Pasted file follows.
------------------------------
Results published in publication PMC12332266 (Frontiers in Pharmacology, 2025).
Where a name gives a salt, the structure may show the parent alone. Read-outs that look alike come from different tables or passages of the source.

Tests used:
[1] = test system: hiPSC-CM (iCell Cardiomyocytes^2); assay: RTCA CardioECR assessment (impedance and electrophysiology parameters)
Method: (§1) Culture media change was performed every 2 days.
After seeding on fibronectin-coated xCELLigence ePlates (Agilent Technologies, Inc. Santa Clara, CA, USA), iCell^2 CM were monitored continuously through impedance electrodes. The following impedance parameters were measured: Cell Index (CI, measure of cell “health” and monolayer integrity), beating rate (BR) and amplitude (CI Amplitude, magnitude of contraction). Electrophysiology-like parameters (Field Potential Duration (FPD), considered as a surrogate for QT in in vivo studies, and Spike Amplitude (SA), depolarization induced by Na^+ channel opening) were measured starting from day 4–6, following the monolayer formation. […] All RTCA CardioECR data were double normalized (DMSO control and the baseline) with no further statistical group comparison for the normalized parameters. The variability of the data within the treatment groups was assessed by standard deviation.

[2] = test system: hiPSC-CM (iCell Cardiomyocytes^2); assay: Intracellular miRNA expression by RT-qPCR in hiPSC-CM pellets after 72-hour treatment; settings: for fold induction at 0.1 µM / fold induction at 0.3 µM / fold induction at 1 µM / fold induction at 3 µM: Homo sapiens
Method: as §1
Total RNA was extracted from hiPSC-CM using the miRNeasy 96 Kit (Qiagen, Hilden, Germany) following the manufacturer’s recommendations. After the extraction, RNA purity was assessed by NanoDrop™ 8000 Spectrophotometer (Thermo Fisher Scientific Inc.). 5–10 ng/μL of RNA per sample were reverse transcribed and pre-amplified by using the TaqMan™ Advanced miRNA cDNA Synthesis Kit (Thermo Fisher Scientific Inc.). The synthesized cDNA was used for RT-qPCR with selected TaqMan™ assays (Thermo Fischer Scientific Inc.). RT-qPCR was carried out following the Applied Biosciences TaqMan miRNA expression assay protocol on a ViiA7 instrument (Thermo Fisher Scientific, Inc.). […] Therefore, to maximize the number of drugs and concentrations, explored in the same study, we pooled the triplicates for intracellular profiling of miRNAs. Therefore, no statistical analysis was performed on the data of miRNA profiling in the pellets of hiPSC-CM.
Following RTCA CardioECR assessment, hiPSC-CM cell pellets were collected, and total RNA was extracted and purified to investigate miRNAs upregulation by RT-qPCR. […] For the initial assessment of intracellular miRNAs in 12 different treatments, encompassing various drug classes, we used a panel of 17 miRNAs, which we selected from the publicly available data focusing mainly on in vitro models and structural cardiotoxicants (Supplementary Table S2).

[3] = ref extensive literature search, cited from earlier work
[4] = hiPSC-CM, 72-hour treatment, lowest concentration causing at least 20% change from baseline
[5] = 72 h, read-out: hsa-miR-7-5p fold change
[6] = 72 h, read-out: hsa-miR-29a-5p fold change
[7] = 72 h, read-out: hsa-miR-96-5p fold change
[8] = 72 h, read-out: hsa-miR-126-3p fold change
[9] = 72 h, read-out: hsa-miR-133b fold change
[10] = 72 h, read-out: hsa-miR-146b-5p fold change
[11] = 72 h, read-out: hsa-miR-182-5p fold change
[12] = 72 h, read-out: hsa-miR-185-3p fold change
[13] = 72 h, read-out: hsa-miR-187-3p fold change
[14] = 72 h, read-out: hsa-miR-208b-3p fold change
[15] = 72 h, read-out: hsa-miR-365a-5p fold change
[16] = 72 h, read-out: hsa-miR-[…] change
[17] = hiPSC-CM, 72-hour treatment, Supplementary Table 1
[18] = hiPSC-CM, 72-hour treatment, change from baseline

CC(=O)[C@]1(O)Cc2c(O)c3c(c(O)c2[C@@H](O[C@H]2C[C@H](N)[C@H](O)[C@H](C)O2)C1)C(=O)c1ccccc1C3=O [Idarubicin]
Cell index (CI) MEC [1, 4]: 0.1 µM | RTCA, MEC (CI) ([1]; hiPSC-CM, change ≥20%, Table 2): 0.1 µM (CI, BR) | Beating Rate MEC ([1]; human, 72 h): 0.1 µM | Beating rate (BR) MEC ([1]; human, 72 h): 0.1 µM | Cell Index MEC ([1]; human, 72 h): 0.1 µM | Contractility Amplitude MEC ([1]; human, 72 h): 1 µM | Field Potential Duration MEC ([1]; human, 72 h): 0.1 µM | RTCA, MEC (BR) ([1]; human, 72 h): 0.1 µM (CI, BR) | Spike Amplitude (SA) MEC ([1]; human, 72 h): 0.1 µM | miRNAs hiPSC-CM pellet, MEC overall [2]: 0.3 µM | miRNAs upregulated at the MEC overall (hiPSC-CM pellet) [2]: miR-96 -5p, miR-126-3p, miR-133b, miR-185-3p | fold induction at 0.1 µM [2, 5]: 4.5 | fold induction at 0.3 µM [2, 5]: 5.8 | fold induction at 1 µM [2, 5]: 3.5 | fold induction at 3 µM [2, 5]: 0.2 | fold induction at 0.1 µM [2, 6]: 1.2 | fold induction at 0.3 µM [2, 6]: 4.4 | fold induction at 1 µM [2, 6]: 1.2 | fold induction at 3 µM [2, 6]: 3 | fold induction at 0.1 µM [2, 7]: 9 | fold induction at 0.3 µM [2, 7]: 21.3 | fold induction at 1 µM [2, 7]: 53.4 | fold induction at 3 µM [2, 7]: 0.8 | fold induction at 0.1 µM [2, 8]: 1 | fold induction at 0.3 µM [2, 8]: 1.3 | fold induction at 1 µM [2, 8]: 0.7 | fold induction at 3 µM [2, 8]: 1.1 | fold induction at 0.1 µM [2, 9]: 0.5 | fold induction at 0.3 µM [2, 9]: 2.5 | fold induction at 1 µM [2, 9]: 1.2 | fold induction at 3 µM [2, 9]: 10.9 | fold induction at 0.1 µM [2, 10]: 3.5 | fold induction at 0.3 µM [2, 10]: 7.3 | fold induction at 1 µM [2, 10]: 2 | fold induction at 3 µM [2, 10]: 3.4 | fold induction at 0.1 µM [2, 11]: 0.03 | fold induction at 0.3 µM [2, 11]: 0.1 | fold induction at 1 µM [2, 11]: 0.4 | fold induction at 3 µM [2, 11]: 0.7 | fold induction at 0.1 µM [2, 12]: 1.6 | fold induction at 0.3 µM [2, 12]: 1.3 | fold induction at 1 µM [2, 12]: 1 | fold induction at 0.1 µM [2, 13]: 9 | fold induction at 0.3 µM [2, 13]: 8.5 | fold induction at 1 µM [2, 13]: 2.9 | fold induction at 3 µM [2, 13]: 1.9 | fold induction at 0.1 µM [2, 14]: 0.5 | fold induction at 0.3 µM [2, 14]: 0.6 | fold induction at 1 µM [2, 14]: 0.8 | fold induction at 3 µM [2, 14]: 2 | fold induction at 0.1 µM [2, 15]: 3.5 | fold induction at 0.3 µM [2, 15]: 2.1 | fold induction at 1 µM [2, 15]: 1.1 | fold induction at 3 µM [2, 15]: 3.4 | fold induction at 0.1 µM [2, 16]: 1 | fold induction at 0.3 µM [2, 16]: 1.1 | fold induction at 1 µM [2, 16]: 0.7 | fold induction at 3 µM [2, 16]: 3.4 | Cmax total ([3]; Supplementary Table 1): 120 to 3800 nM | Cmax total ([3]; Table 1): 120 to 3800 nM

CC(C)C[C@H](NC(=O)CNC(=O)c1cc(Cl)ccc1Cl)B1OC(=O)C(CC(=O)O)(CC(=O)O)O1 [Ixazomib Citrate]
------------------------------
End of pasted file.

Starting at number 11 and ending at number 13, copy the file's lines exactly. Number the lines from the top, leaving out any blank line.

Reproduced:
[3] = ref extensive literature search, cited from earlier work
[4] = hiPSC-CM, 72-hour treatment, lowest concentration causing at least 20% change from baseline
[5] = 72 h, read-out: hsa-miR-7-5p fold change